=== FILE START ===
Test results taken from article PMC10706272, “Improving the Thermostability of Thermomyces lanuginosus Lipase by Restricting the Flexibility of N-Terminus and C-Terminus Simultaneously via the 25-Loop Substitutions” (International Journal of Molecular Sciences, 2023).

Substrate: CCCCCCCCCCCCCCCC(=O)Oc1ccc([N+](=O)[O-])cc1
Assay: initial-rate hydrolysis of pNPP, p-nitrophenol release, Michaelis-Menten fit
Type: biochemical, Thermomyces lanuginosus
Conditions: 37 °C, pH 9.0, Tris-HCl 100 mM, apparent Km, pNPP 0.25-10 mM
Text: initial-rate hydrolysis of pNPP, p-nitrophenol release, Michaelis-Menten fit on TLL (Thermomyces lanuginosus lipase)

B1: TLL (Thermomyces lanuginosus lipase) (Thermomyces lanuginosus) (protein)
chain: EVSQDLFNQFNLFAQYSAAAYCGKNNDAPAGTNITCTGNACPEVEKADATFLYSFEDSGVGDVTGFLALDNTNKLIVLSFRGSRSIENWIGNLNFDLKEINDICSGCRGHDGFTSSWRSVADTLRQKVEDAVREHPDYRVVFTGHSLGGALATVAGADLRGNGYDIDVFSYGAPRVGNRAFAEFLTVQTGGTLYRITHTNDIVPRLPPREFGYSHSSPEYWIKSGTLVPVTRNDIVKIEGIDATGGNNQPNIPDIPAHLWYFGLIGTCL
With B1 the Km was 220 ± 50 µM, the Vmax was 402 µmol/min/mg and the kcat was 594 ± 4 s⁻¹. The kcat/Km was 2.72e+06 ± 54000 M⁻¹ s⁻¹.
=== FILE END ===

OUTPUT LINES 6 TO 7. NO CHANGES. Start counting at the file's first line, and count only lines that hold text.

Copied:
Text: initial-rate hydrolysis of pNPP, p-nitrophenol release, Michaelis-Menten fit on TLL (Thermomyces lanuginosus lipase)

B1: TLL (Thermomyces lanuginosus lipase) (Thermomyces lanuginosus) (protein)